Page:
As I have said before, reading horror makes me feel at ease because I know that whatever I am about the read has come out of the consciousness of someone who is intentionally trying to frighten people. As I have also said before, whatever horror you are thinking about making it is best if the storyline is essentially simple because that way, you can develop twists and turns. If your storyline is too complex to begin with, your audience/reader won't even care if there are twists and turns because they will be too busy trying to figure out what the story is and who all of these zombies are. For those of you who recognised the reference to the story by Heinlein, good for you.
Anyways, when it comes to books by Amy Cross, I am very quick to start them. I have read a number of them so far and the one thing I have always relied on is her masterful pacing. Slowing down and speeding up at just the right time to keep the reader engaged, interested and needing more story. The first book in the series is entitled 1689 and follows Richard Hadlow as he builds his house and loses his mind. This second book in the series entitled 1722, tells the story of a family that moves in, looking to find respite from busy and overcrowded London in the countryside - all they get is horror and insanity.
Storyline simplicity is important and so, this story tries to keep things as simple as possible. Following on from the end of the last book, there is a gap of some thirty or so years before another family moves in. Most of the story follows behind the daughter, Patience. When they move into the house, Patience witnesses a strange woman whom she first mistakes for her mother, wander around the house. After her parents dismiss her as mistaken and even unhinged, she consults a local boy named Daniel who tells her about what happened at the Hadlow place in 1689.
Convinced she and her family need to get away before something horrible happens, she tries and tries to convince her parents that there are things deeply wrong with the house and yet, before she can fully do that - something horrible happens. When a woman's dead body appears on the property and a priest dies in strange circumstances, Patience and her friend, Daniel must battle the forces of the supernatural to try their best to make it out alive.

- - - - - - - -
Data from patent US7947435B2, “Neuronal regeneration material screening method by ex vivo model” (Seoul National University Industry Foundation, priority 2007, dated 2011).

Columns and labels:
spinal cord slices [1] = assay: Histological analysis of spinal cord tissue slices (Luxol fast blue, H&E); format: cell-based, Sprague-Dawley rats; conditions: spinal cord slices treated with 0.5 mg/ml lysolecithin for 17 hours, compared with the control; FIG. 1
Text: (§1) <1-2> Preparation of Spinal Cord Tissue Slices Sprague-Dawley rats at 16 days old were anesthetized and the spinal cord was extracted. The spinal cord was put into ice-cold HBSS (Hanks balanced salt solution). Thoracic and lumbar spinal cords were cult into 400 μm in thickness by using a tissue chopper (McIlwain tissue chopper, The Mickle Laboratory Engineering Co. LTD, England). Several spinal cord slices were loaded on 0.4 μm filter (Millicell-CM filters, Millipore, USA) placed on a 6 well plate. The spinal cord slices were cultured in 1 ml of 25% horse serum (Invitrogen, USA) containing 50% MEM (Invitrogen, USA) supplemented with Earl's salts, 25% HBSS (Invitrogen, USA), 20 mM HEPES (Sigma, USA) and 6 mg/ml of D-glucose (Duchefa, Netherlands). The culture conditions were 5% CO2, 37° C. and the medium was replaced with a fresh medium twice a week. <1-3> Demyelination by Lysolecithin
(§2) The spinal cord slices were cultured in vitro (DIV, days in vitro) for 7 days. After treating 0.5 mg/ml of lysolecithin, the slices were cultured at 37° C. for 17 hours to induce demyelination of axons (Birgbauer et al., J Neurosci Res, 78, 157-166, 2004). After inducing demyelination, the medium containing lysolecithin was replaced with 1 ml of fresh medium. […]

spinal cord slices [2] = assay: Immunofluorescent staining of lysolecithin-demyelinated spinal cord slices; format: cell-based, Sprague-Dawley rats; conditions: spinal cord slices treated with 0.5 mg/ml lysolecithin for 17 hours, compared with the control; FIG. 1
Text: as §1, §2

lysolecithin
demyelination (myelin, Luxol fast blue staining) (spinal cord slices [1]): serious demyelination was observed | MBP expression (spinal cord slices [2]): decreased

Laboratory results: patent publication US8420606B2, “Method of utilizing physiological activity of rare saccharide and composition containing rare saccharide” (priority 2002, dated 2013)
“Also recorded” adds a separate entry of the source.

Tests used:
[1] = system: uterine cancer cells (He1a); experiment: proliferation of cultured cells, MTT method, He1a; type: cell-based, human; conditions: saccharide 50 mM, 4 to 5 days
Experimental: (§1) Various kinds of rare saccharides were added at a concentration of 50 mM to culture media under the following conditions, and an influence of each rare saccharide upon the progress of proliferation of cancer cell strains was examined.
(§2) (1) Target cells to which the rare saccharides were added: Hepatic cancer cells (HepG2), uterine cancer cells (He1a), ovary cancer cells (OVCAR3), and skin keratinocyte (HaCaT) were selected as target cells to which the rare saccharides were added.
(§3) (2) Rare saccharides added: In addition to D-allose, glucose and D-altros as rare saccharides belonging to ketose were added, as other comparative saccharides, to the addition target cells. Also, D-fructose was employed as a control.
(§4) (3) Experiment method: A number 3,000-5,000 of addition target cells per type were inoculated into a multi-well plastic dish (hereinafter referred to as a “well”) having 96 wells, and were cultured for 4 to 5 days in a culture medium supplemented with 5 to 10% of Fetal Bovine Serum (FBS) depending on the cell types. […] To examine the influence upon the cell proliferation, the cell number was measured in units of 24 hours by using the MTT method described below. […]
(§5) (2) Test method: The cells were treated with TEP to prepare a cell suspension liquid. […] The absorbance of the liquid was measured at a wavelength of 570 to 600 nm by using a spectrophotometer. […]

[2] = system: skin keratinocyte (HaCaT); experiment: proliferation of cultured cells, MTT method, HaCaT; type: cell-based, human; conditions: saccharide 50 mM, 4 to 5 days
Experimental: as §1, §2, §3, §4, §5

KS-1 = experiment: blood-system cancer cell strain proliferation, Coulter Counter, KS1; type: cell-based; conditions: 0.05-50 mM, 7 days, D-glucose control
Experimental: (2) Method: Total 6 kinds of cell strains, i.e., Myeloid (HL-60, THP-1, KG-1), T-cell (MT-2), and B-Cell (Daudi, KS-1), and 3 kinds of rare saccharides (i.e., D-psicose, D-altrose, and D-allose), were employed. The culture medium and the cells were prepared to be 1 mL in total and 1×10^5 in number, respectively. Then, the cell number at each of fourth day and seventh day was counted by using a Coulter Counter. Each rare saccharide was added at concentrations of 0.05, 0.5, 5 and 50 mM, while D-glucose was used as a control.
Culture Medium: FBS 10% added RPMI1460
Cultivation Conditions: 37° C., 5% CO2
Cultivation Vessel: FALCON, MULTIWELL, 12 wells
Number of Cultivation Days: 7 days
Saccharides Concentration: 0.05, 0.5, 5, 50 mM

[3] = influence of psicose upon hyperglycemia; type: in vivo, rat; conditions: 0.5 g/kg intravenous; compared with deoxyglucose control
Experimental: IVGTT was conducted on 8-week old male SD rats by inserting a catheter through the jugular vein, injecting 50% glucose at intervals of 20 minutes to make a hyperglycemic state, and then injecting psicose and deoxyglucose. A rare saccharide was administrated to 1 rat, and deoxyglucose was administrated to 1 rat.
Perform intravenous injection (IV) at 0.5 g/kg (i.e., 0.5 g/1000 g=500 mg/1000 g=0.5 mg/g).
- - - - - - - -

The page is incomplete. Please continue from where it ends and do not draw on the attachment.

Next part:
I will say that there is a lot more madness in this one than the last book. You really do feel the change in Patience's father as the book goes on and the similarities between the reactions of Richard in the first book and this guy in the second. I feel like Patience is also part of the issue here as she does not really stand up for herself too well. In accordance with the year, I can understand why that is happening, but after the horrific incident that takes place in the first half of the book - she has to battle between what she knows to be true and shutting down completely because she is told to. It's a brilliant character arc for her, because she no longer gets to choose what to believe. She knows what to believe and she is now the only one who can do anything about it.
I really enjoyed how this book followed on from the last. The definitive influences of Shirley Jackson's The Haunting of Hill House and Susan Hill's The Woman in Black are still apparent in the book, but now we are witnessing something else - something even more modern. What we are witnessing in and amongst all of this is family dynamics in different times in history. Speech and respect change, parts of the family now have different roles and people behave differently. I feel like when Amy Cross chose to set this series throughout the course of time and over the course of centuries, she was really on to something.
As we all know by now, I will be moving swiftly on to the next book and I hope that you choose to read this beautifully paced supernatural horror novel too.